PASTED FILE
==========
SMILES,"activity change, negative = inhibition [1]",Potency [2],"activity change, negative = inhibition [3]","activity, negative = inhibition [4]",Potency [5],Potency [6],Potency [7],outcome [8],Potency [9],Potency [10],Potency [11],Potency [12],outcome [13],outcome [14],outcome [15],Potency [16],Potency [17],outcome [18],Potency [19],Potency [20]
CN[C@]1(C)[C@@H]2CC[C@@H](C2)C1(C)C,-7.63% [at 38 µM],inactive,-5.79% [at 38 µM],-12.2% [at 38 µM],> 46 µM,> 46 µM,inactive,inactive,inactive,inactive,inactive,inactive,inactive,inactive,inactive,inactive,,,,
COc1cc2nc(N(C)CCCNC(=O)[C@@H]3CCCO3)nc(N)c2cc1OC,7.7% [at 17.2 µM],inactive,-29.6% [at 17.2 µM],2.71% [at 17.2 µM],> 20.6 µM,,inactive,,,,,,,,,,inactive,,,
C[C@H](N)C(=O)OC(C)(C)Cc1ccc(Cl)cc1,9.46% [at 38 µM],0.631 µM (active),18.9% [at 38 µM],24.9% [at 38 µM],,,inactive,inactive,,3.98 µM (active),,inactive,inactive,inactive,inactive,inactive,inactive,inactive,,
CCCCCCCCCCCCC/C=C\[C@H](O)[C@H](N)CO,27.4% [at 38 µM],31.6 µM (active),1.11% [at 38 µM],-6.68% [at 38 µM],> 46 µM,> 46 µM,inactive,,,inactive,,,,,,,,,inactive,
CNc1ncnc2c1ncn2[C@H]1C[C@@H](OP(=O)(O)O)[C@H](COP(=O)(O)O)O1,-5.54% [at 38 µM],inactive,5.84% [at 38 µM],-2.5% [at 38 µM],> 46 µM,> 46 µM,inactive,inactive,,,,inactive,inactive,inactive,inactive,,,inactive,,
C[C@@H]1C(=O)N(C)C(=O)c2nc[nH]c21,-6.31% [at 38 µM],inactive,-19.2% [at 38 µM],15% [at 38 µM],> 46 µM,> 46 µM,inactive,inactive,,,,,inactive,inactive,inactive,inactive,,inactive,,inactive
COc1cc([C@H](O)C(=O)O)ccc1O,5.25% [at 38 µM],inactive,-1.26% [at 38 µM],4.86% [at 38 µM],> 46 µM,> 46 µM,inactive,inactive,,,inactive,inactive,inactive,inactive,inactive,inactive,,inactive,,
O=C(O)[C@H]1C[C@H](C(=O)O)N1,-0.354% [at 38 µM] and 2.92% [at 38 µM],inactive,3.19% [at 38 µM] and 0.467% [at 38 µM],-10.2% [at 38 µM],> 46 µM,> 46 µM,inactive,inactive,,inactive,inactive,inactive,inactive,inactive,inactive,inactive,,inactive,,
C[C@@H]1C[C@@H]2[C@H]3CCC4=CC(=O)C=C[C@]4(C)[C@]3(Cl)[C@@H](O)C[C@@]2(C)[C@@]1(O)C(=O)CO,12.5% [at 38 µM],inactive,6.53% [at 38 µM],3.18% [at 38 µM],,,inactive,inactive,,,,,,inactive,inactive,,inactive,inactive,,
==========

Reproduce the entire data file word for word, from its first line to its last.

SMILES,"activity change, negative = inhibition [1]",Potency [2],"activity change, negative = inhibition [3]","activity, negative = inhibition [4]",Potency [5],Potency [6],Potency [7],outcome [8],Potency [9],Potency [10],Potency [11],Potency [12],outcome [13],outcome [14],outcome [15],Potency [16],Potency [17],outcome [18],Potency [19],Potency [20]
CN[C@]1(C)[C@@H]2CC[C@@H](C2)C1(C)C,-7.63% [at 38 µM],inactive,-5.79% [at 38 µM],-12.2% [at 38 µM],> 46 µM,> 46 µM,inactive,inactive,inactive,inactive,inactive,inactive,inactive,inactive,inactive,inactive,,,,
COc1cc2nc(N(C)CCCNC(=O)[C@@H]3CCCO3)nc(N)c2cc1OC,7.7% [at 17.2 µM],inactive,-29.6% [at 17.2 µM],2.71% [at 17.2 µM],> 20.6 µM,,inactive,,,,,,,,,,inactive,,,
C[C@H](N)C(=O)OC(C)(C)Cc1ccc(Cl)cc1,9.46% [at 38 µM],0.631 µM (active),18.9% [at 38 µM],24.9% [at 38 µM],,,inactive,inactive,,3.98 µM (active),,inactive,inactive,inactive,inactive,inactive,inactive,inactive,,
CCCCCCCCCCCCC/C=C\[C@H](O)[C@H](N)CO,27.4% [at 38 µM],31.6 µM (active),1.11% [at 38 µM],-6.68% [at 38 µM],> 46 µM,> 46 µM,inactive,,,inactive,,,,,,,,,inactive,
CNc1ncnc2c1ncn2[C@H]1C[C@@H](OP(=O)(O)O)[C@H](COP(=O)(O)O)O1,-5.54% [at 38 µM],inactive,5.84% [at 38 µM],-2.5% [at 38 µM],> 46 µM,> 46 µM,inactive,inactive,,,,inactive,inactive,inactive,inactive,,,inactive,,
C[C@@H]1C(=O)N(C)C(=O)c2nc[nH]c21,-6.31% [at 38 µM],inactive,-19.2% [at 38 µM],15% [at 38 µM],> 46 µM,> 46 µM,inactive,inactive,,,,,inactive,inactive,inactive,inactive,,inactive,,inactive
COc1cc([C@H](O)C(=O)O)ccc1O,5.25% [at 38 µM],inactive,-1.26% [at 38 µM],4.86% [at 38 µM],> 46 µM,> 46 µM,inactive,inactive,,,inactive,inactive,inactive,inactive,inactive,inactive,,inactive,,
O=C(O)[C@H]1C[C@H](C(=O)O)N1,-0.354% [at 38 µM] and 2.92% [at 38 µM],inactive,3.19% [at 38 µM] and 0.467% [at 38 µM],-10.2% [at 38 µM],> 46 µM,> 46 µM,inactive,inactive,,inactive,inactive,inactive,inactive,inactive,inactive,inactive,,inactive,,
C[C@@H]1C[C@@H]2[C@H]3CCC4=CC(=O)C=C[C@]4(C)[C@]3(Cl)[C@@H](O)C[C@@]2(C)[C@@]1(O)C(=O)CO,12.5% [at 38 µM],inactive,6.53% [at 38 µM],3.18% [at 38 µM],,,inactive,inactive,,,,,,inactive,inactive,,inactive,inactive,,